‘Young India Referendum’ reflects youth concerns ahead of 2024 polls

New Delhi: The results of the nation-wide ‘Young India Referendum’ were unveiled on Monday. The referendum, conducted in over 60 universities across the country between February 7 and 9, aimed to capture the opinions of students and youth regarding education and employment.

During the referendum, students expressed their concerns over the past decade’s governance, particularly focusing on access to quality education and dignified employment. A 10-point chargesheet was issued, highlighting grievances such as fee hikes, unemployment, and perceived assaults on minority rights and scientific inquiry.

The referendum garnered substantial participation across various universities, including Delhi University, Jamia Milia Islamia, University of Hyderabad, and Benaras Hindu University, among others. National voter turnout exceeded 1 lakh,with significant percentages of students rejecting policies related to fee hikes, scholarship availability, and job creation promises.

Students overwhelmingly supported the Young India referendum, advocating for affordable education and dignified employment. Nationally, approximately 1 lakh votes were cast, with 88.33% opposing yearly fee hikes, 86% expressing dissatisfaction with the government’s provision of hostels and scholarships, and 91% rejecting the failure to generate 2 crore jobs annually.

At Delhi University, students opposed these policies with 92%, 88%, and 91% ‘no’ votes, respectively. Similarly, in Andhra Pradesh and Uttar Pradesh’s Benaras Hindu University, significant percentages of students rejected fee hikes, lack of scholarships/hostels, and job generation failures, with 84%-93% voting against these issues.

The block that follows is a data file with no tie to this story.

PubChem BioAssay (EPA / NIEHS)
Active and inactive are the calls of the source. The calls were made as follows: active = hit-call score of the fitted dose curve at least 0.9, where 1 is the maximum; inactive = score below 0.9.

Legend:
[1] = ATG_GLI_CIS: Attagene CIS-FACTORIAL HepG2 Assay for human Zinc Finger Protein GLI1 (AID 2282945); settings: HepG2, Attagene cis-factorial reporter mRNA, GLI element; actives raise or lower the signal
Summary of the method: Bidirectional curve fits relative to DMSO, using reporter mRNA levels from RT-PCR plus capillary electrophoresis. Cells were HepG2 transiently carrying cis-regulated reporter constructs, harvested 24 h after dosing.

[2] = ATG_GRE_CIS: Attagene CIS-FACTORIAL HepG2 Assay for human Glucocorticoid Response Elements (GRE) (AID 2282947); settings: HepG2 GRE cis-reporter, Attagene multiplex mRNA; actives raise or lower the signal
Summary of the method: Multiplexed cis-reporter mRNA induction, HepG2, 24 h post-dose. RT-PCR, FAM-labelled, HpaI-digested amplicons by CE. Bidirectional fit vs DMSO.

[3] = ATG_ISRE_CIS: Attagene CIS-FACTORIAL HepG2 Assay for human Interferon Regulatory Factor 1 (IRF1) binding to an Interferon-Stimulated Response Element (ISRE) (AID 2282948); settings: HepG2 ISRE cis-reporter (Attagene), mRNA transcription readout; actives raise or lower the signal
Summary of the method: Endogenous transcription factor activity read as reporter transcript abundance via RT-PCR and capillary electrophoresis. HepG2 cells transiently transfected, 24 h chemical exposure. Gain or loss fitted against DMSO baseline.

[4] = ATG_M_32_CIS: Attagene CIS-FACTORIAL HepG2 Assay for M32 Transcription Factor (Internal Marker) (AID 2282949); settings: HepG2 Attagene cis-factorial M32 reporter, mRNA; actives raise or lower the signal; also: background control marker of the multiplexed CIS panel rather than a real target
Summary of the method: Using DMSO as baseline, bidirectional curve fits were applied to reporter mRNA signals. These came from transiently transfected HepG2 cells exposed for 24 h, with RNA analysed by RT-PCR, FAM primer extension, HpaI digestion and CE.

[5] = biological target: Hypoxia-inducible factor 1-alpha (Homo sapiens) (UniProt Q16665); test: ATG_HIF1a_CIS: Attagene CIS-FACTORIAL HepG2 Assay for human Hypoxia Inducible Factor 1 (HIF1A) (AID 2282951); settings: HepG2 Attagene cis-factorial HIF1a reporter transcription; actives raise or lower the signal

In total, 1,711 students at Benaras Hindu University voiced discontent, with 91% opposing fee hikes, 79% reporting no benefits from government scholarships/hostels, and 87% lamenting the lack of job opportunities for youth.

During the press conference, various student activists and professors addressed the gathering, emphasising the need for accountable governance and the preservation of democratic spaces within educational institutions.

Dr Laxman Yadav, a teacher and activist, stated, “Our campuses are being turned into prisons. I am a former professor because the University didn’t want democratic-minded people inside the campus, and this project is being made universal.”

Natasha Narwal, a women and citizenship rights activist, stressed, “Education has an emancipatory purpose. Students must learn critical thinking and start to question social injustice. However, the current regime has actively sought to destroy this aspect of public education.”

Apoorva, a student activist from South Asian University, added, “Young India’s call for a democratic India begins with holding the government accountable. We need jobs and quality education, not communal polarisation.”

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